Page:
Explaining why Wembley’s pitch size is such a serious issue for Spurs
The curtain came down on White Hart Lane, Tottenham Hotspur‘s home of 118-years, on Sunday as Mauricio Pochettino’s men beat Manchester United 2-1 in the final fixture at the famous old stadium.
Of course, while this is the end of White Hart Lane as we know it, Spurs are scheduled to return to the same site for the start of the 2018-19 season once building work for a new 61,000 all-seater stadium has been completed.
After Spurs were officially given permission to use England’s home for a season, chairman Daniel Levy said: “Wembley will be our home for a season and then we shall return to what will be one of the best stadiums of its kind.”
While Levy referred to Wembley as ‘Spurs’ home’, the team has found it be anything but hospitable in recent years, winning just one of their previous nine matches at the stadium in both domestic and continental competitions.
In July 2016, it was announced that Spurs would be playing three Champions League group stage matches at Wembley, in part because a corner of White Hart Lane had to be taken out to assist the building of the new stadium adjacent to the old one.
Although at that stage Spurs’ move to Wembley on a permanent basis for the 2017-18 campaign had yet to be fully rubber-stamped, it was always likely that such an outcome would be reached – as it was at the end of April – and perhaps Pochettino and Levy wanted the squad to experience playing at Wembley this season to better prepare them for next.
Recent Wembley record suggests Spurs may suffer
What they might not have envisaged is just how difficult Spurs found adapting to playing their home games away from White Hart Lane.
During a season where the Lane provided plenty of home comfort in the Premier League, Wembley was the polar opposite.
Monaco, Bayer Leverkusen and Chelsea all beat Spurs at Wembley in 2016-17, while Belgian side KAA Gent also delivered a crushing blow to Spurs at the stadium, securing a 2-2 draw that eliminated them from the Europa League.
CSKA Moscow, who were truly abject, were the only side to lose to Spurs at Wembley and even they gave Pochettino’s side a scare by taking a first-half lead.
Spurs’ players have attempted to play down a ‘Wembley hoodoo’ with Eric Dier speaking on the team’s form at Wembley prior to the Chelsea defeat: “It could have been at White Hart Lane, it could have been at Wembley or it could have been on a park, but we didn’t perform well enough as a team.”
But the inescapable fact is that Spurs’ performances and results varied wildly at White Hart Lane and Wembley.
It seemed as though the players relished the chance to give White Hart Lane a proper send-off, turning the stadium into a fortress by winning 17 of their 19 Premier League matches while drawing the other two. After avoiding defeat against Manchester United, Spurs went unbeaten at home for the first time since 1964-65.
Spurs supporters were certainly treated to a spectacle too with the team scoring 47 goals (at an average rate of 2.47 per game) while conceding just nine (at 0.47 per game). Furthermore, they won by a scoreline of 4-0 or over on five separate occasions.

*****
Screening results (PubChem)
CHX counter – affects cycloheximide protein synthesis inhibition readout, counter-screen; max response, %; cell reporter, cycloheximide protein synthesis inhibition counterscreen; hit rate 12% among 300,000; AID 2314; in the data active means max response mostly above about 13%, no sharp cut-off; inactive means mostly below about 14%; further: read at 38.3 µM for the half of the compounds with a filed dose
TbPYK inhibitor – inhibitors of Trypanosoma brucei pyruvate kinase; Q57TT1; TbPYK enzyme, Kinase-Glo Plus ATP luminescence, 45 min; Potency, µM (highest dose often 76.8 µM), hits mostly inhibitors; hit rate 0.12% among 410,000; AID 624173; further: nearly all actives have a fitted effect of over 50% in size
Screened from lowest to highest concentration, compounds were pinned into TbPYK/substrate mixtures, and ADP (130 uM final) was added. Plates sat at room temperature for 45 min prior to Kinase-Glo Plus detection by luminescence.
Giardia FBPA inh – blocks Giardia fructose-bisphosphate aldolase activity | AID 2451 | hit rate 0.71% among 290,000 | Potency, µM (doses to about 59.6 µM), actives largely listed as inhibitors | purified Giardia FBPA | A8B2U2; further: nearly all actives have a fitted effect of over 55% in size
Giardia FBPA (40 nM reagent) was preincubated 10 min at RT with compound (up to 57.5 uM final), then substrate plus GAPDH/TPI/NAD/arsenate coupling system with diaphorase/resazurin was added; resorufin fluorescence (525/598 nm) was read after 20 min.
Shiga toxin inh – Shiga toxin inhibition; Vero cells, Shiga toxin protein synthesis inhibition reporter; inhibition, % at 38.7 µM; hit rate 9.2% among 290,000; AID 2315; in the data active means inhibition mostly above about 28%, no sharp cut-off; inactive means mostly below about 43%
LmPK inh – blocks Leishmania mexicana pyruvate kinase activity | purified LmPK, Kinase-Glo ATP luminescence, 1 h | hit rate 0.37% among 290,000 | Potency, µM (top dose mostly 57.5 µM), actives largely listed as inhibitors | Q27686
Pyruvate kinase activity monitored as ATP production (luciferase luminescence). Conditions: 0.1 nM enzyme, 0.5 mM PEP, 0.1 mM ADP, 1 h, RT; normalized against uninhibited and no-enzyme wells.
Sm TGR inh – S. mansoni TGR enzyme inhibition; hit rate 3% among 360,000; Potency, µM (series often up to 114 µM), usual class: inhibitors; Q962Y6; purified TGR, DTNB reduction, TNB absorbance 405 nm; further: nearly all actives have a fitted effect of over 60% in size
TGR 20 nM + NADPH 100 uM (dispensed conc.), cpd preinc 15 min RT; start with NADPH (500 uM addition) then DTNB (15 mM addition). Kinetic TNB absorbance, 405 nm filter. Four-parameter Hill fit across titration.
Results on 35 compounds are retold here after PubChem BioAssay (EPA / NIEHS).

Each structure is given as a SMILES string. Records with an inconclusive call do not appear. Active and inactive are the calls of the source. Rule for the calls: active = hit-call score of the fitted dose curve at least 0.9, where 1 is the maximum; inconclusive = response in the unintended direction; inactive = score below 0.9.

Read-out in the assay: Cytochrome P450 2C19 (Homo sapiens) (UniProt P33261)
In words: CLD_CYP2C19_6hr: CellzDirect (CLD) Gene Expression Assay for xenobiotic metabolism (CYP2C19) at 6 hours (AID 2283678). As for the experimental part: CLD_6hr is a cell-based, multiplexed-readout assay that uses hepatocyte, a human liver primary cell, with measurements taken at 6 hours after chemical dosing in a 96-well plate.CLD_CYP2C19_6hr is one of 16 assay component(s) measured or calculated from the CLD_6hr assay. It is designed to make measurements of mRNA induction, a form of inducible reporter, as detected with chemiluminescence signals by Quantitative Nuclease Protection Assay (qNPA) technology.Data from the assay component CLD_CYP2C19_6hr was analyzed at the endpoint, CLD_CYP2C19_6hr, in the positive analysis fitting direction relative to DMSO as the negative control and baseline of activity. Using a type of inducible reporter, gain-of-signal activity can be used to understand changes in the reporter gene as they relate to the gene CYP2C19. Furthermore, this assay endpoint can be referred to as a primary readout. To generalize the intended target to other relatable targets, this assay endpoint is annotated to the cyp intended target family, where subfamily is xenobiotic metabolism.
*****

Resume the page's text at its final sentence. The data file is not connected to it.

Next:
So dominant were Spurs that their former player Jermaine Jenas suggested that he would back them as title favourites this year if they were still playing at White Hart Lane.
“If Spurs were staying at White Hart Lane then I would be thinking they can go on and win the Premier League, but Wembley is a genuine issue for them,” he said.
Their emphatic results at White Hart Lane were in complete contrast to at Wembley where they have managed eight goals (1.6 per game) and conceded ten (2.00 per game) in their various cup competition appearances, winning once, drawing once and losing three times.
So what explanations can be given for the differing results at White Hart Lane and Wembley?
The pitch at White Hart Lane was one of the tightest in the Premier League, measuring 100 x 67 metres (or 6,700 square meters). For context, Stoke City’s pitch was the only one smaller in the top-flight in 2016-17, measuring 6,400 square metres.
Wembley’s pitch, on the other hand, is colossal in terms of its size, measuring 105 x 69 metres and 7,245 square metres in total, which would make it the second-largest pitch in the Premier League last season, behind Hull City’s pitch that caters for rugby league as well as football.
With the Tigers relegated, Spurs go from playing on the second-smallest pitch to the biggest next term. A fact that is bound to make a difference to the team’s style of play, at least in the early stages of next season as they get accustomed to their new environment.
Pochettino actually lamented the small size of Spurs’ pitch a couple of months into his tenure at the club.
Following a 2-1 home defeat to Newcastle United in October 2014, he said: “Our style means we need a bigger place to play because we play a positional game and it’s true that White Hart Lane is a little bit tight.
“It’s better for the opponent. For example, on Sunday Newcastle play deep, same with West Brom and Liverpool, and it was difficult for us. We need time to adapt in our new set up and understand better our position on the pitch.”
Clearly, Pochettino’s players did adapt to the size of the pitch (or more accurately Pochettino’s instructions in relation to its dimensions) by losing only three times in 2015-16 and none last time out, but the Argentine will be wary of his players taking a while to adjust to playing on a much larger surface at Wembley.